21 Apr 2024


Booderee National Park is once again home to eastern quolls with 19 of the species released into a new purpose-built wildlife enclosure.

Eastern quolls (Dasyurus vinerrinu) are an endangered marsupial that were once common along southeastern Australia but have been extinct in the wild on mainland Australia since the 1960s.

The new 80-hectare sanctuary at the park’s Botanic Gardens will have a 1.8-metre-high fence with a curved umbrella top to help protect eastern quolls from predators like foxes. The Australian Government has invested $600,000 in the construction of the fence.

The enclosure uses innovative methods, tools and technology to better protect priority threatened species. Custom-designed gates will also enable long-necked turtles to move freely.

The project is a collaboration between the Australian Government through Parks Australia, Wreck Bay Aboriginal Community Council, the National Parks Conservation Trust (with funding support from the Foundation for Australia’s Most Endangered Species Ltd, Shoalhaven City Council, a private donor and WWF Australia), Bremick, Australian National University, Taronga Conservation Society Australia, the Devil@Cradle and Trowunna Wildlife Sanctuaries, and Aussie Ark’s Barrington Wildlife Sanctuary.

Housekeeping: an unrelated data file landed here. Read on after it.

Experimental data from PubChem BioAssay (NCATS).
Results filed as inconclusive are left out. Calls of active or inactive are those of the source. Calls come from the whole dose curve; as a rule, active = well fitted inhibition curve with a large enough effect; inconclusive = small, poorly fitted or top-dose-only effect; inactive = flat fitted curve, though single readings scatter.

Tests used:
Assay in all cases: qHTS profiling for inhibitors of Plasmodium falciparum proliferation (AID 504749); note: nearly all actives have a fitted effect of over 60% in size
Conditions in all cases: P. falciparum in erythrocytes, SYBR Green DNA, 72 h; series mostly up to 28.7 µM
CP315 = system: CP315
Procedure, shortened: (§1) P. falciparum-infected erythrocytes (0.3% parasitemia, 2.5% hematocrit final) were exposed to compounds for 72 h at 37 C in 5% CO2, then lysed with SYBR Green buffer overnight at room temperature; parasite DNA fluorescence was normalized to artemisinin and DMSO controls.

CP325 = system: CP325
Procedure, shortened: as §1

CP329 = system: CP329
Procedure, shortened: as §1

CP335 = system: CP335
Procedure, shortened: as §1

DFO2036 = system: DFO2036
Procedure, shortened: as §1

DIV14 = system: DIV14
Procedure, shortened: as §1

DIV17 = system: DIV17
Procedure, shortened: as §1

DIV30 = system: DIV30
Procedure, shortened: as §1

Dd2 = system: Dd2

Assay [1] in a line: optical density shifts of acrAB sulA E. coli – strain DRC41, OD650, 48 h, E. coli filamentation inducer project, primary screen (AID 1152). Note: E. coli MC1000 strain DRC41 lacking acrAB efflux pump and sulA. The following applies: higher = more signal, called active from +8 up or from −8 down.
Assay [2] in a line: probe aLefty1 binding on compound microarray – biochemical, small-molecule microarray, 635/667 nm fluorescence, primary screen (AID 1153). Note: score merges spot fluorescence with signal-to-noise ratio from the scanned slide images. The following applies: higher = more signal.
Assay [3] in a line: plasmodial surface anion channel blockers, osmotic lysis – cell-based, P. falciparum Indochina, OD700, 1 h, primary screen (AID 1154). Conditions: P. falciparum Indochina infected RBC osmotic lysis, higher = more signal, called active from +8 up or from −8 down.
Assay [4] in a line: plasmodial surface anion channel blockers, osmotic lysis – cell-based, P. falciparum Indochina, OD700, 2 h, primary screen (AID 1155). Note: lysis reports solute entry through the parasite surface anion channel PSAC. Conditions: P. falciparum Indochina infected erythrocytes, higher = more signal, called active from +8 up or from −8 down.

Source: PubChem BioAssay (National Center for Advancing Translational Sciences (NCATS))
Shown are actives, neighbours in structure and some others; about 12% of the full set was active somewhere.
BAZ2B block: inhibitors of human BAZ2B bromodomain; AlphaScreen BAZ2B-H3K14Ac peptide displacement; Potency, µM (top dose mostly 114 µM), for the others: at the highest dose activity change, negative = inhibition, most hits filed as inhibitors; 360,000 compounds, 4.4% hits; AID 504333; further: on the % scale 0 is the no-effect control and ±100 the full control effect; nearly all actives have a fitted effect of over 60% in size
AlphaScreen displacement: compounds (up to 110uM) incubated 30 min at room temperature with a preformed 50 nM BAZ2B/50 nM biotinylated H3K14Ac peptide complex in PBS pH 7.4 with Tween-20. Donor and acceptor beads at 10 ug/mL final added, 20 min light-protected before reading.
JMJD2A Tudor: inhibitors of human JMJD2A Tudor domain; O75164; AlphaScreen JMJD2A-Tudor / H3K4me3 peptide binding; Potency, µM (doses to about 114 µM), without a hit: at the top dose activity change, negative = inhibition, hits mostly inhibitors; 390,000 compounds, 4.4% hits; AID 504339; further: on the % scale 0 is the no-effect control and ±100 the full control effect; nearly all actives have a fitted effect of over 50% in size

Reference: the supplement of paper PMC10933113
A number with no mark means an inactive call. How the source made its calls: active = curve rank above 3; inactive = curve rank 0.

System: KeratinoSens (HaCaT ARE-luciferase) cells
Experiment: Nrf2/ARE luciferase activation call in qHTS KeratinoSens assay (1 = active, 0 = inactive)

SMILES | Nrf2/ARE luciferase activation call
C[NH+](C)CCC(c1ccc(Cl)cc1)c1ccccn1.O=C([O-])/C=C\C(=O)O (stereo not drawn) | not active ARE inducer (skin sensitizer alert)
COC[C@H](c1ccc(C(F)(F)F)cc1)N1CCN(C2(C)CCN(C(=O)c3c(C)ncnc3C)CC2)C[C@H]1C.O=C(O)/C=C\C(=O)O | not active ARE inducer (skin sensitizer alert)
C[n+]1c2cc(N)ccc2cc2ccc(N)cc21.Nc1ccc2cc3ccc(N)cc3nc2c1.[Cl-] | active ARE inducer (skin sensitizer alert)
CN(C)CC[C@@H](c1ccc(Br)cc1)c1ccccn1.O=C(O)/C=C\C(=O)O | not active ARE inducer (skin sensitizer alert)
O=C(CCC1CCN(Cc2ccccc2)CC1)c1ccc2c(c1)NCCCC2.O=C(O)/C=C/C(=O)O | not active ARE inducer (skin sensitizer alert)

Quotes attributable to the Minister for Environment and Water Tanya Plibersek:

“This new wildlife enclosure at Booderee will play a critical role in protecting the park’s eastern quoll population, by keeping these vulnerable, ground-dwelling marsupials out of harm’s way.

“Captive breeding and reintroduction programs such as this one at Booderee are vital in boosting vulnerable native animal populations.

“This project shows us just how important collaboration and partnerships are in protecting threatened species.”